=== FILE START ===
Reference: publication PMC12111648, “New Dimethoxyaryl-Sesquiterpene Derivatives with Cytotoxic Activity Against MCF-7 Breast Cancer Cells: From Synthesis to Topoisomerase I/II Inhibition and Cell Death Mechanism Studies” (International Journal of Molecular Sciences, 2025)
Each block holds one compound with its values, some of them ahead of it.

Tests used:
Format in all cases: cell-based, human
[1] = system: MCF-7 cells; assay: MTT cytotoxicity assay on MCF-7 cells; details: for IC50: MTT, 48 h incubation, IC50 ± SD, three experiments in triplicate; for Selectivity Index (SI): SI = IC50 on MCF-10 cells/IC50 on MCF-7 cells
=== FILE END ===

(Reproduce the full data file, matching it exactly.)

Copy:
Reference: publication PMC12111648, “New Dimethoxyaryl-Sesquiterpene Derivatives with Cytotoxic Activity Against MCF-7 Breast Cancer Cells: From Synthesis to Topoisomerase I/II Inhibition and Cell Death Mechanism Studies” (International Journal of Molecular Sciences, 2025)
Each block holds one compound with its values, some of them ahead of it.

Tests used:
Format in all cases: cell-based, human
[1] = system: MCF-7 cells; assay: MTT cytotoxicity assay on MCF-7 cells; details: for IC50: MTT, 48 h incubation, IC50 ± SD, three experiments in triplicate; for Selectivity Index (SI): SI = IC50 on MCF-10 cells/IC50 on MCF-7 cells